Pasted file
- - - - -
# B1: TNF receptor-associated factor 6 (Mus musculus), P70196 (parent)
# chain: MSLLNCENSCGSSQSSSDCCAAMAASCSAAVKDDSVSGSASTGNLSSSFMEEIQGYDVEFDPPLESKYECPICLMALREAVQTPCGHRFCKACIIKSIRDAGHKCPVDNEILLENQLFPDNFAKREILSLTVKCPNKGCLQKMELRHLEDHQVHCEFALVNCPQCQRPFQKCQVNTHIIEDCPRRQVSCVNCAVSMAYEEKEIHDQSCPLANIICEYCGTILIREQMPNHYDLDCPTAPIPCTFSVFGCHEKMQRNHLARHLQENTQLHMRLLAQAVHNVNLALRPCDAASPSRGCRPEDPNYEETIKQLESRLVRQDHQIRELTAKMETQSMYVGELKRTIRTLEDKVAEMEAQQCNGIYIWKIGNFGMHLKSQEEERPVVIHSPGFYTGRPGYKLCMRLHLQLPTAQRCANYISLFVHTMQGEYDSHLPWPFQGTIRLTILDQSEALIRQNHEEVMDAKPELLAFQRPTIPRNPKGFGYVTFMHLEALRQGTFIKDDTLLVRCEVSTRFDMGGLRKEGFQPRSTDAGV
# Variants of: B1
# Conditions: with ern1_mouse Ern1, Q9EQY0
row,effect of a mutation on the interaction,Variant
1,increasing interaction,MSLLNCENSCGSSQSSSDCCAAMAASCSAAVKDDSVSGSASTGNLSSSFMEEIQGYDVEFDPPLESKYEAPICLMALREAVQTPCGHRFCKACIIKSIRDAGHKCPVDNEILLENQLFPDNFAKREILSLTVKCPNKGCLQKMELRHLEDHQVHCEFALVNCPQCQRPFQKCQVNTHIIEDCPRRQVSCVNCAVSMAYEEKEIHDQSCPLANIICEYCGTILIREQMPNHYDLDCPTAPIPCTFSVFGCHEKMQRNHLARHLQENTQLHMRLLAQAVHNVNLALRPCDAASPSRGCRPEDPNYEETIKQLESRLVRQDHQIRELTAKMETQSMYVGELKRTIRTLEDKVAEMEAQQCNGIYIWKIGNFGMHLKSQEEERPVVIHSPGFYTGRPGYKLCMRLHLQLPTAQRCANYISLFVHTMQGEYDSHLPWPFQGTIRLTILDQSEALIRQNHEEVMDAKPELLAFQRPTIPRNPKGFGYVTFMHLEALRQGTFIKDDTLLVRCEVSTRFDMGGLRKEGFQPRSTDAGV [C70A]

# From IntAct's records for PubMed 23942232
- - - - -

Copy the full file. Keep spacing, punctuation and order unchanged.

# B1: TNF receptor-associated factor 6 (Mus musculus), P70196 (parent)
# chain: MSLLNCENSCGSSQSSSDCCAAMAASCSAAVKDDSVSGSASTGNLSSSFMEEIQGYDVEFDPPLESKYECPICLMALREAVQTPCGHRFCKACIIKSIRDAGHKCPVDNEILLENQLFPDNFAKREILSLTVKCPNKGCLQKMELRHLEDHQVHCEFALVNCPQCQRPFQKCQVNTHIIEDCPRRQVSCVNCAVSMAYEEKEIHDQSCPLANIICEYCGTILIREQMPNHYDLDCPTAPIPCTFSVFGCHEKMQRNHLARHLQENTQLHMRLLAQAVHNVNLALRPCDAASPSRGCRPEDPNYEETIKQLESRLVRQDHQIRELTAKMETQSMYVGELKRTIRTLEDKVAEMEAQQCNGIYIWKIGNFGMHLKSQEEERPVVIHSPGFYTGRPGYKLCMRLHLQLPTAQRCANYISLFVHTMQGEYDSHLPWPFQGTIRLTILDQSEALIRQNHEEVMDAKPELLAFQRPTIPRNPKGFGYVTFMHLEALRQGTFIKDDTLLVRCEVSTRFDMGGLRKEGFQPRSTDAGV
# Variants of: B1
# Conditions: with ern1_mouse Ern1, Q9EQY0
row,effect of a mutation on the interaction,Variant
1,increasing interaction,MSLLNCENSCGSSQSSSDCCAAMAASCSAAVKDDSVSGSASTGNLSSSFMEEIQGYDVEFDPPLESKYEAPICLMALREAVQTPCGHRFCKACIIKSIRDAGHKCPVDNEILLENQLFPDNFAKREILSLTVKCPNKGCLQKMELRHLEDHQVHCEFALVNCPQCQRPFQKCQVNTHIIEDCPRRQVSCVNCAVSMAYEEKEIHDQSCPLANIICEYCGTILIREQMPNHYDLDCPTAPIPCTFSVFGCHEKMQRNHLARHLQENTQLHMRLLAQAVHNVNLALRPCDAASPSRGCRPEDPNYEETIKQLESRLVRQDHQIRELTAKMETQSMYVGELKRTIRTLEDKVAEMEAQQCNGIYIWKIGNFGMHLKSQEEERPVVIHSPGFYTGRPGYKLCMRLHLQLPTAQRCANYISLFVHTMQGEYDSHLPWPFQGTIRLTILDQSEALIRQNHEEVMDAKPELLAFQRPTIPRNPKGFGYVTFMHLEALRQGTFIKDDTLLVRCEVSTRFDMGGLRKEGFQPRSTDAGV [C70A]

# From IntAct's records for PubMed 23942232